17 Formation Contracts between merchants do not always contain offers that include definite terms, and acceptances are not always mirror images – The UCC provides more flexibility in contract formation than exists in common- law contracts – Merchants frequently use boilerplate language in their individual purchase orders and invoices – Battle of the forms: A term that describes inconsistent elements of an agreement between merchants 6-17

18 Formation The UCC also embodies some elements of the Statute of Frauds. – Statute of Frauds: A statute that requires certain types of contracts to be in writing to be enforceable – It requires contracts to be in writing for goods priced at five hundred dollars or more and signed by the defendant, for those contracts to be enforceable 6-18

19 Table Differences between Contract Formations by Type of Law 6-19

20 Performance and Discharge, Breach, Defenses, Equitable Remedies When the promise is fulfilled, then the contract terms have been satisfied This means that the parties are discharged from the contract Performance: Undertaking the legal duties imposed on us by the terms of the contract 6-20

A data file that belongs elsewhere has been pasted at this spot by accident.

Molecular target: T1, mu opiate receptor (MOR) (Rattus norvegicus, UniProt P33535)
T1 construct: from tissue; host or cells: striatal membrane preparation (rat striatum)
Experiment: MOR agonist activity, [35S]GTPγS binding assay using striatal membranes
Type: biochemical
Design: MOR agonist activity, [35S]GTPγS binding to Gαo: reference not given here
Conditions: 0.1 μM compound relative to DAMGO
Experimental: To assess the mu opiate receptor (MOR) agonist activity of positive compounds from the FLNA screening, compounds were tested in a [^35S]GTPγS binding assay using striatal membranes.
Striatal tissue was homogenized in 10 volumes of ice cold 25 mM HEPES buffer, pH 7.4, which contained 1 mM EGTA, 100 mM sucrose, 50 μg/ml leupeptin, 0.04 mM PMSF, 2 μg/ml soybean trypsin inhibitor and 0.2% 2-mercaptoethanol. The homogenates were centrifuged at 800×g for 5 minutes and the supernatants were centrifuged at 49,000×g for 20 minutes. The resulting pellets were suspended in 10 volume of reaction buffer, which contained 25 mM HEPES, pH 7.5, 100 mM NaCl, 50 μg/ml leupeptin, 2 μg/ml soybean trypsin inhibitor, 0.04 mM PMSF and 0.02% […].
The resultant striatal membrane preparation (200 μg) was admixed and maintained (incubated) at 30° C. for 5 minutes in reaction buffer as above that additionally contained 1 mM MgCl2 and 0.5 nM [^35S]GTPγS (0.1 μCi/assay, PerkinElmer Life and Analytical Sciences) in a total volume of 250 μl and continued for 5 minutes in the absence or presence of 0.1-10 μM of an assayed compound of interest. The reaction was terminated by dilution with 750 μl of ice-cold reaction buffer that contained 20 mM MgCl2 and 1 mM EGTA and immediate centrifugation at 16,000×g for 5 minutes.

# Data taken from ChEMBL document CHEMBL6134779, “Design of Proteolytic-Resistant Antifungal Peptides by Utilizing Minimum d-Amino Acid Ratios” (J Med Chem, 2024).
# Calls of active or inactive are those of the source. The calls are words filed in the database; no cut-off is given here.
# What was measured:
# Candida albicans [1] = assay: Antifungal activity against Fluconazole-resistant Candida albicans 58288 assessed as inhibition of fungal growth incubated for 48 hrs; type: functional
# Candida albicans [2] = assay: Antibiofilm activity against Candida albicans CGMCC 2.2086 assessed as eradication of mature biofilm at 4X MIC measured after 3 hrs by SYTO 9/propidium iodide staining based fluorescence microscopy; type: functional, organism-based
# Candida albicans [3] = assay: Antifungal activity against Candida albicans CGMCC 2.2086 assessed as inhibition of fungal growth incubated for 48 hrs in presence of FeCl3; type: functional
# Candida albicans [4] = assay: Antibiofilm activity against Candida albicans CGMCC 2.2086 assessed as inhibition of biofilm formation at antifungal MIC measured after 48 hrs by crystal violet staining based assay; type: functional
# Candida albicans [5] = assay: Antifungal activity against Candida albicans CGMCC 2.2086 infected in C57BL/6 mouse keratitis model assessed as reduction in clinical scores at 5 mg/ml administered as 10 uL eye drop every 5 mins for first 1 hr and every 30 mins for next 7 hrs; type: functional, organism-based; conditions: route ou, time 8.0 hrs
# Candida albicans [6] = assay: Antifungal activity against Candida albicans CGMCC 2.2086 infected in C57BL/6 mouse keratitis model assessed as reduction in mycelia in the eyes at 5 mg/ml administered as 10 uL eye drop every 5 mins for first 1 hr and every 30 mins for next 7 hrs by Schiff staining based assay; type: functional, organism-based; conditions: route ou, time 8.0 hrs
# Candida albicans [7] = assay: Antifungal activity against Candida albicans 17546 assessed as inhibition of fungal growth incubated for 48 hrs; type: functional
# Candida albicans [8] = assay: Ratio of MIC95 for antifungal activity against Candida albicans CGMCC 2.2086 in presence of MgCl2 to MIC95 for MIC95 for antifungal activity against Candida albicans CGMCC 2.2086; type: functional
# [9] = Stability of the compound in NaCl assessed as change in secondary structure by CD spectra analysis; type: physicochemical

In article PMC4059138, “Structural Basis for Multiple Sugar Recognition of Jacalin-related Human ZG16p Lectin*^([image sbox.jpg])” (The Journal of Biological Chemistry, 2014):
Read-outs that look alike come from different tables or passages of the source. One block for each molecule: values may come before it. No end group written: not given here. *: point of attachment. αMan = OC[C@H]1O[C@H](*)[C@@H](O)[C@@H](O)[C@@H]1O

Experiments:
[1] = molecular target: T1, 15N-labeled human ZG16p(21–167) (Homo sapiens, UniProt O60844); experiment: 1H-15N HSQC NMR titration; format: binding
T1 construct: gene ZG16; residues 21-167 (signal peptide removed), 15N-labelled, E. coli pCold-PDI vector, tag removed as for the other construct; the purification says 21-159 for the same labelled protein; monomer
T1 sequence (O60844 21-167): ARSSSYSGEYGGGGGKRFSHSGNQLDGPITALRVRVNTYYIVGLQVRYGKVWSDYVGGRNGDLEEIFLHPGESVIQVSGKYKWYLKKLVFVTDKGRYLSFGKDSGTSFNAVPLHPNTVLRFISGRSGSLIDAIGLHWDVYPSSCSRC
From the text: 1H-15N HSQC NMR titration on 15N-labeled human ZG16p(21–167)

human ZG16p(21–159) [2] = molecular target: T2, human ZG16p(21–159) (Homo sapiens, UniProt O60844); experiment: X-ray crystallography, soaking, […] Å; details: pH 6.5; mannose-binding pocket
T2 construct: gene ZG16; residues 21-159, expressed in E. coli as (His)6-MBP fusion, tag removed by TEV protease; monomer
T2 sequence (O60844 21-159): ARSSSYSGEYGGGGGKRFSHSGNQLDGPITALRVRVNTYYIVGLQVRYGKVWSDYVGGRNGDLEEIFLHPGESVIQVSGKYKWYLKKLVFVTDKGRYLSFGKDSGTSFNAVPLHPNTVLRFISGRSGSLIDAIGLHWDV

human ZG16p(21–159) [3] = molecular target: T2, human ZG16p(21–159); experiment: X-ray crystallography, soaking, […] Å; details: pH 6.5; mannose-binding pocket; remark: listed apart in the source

21 Performance and Discharge, Breach, Defenses, Equitable Remedies When parties enter into a contract they hope for: – Successful execution of the terms of the contract – Subsequent discharge from it It is easy to determine whether the contract terms have been performed – Form a contract – Fully performed the obligations under it (known as complete performance) – Get discharged from further duties arising under that contract 6-21

22 Performance and Discharge, Breach, Defenses, Equitable Remedies When a party fails to perform under the terms of the contract without a legally justifiable reason, the party is said to be in breach of the contract In a service contract, the standard of performance is substantial performance – Substantial performance: The performing party acted in good faith and conveyed enough benefit of the contract to the other party so that the other party can use it for its intended purpose and that the defects arising under the contract may be remedied by money damages 6-22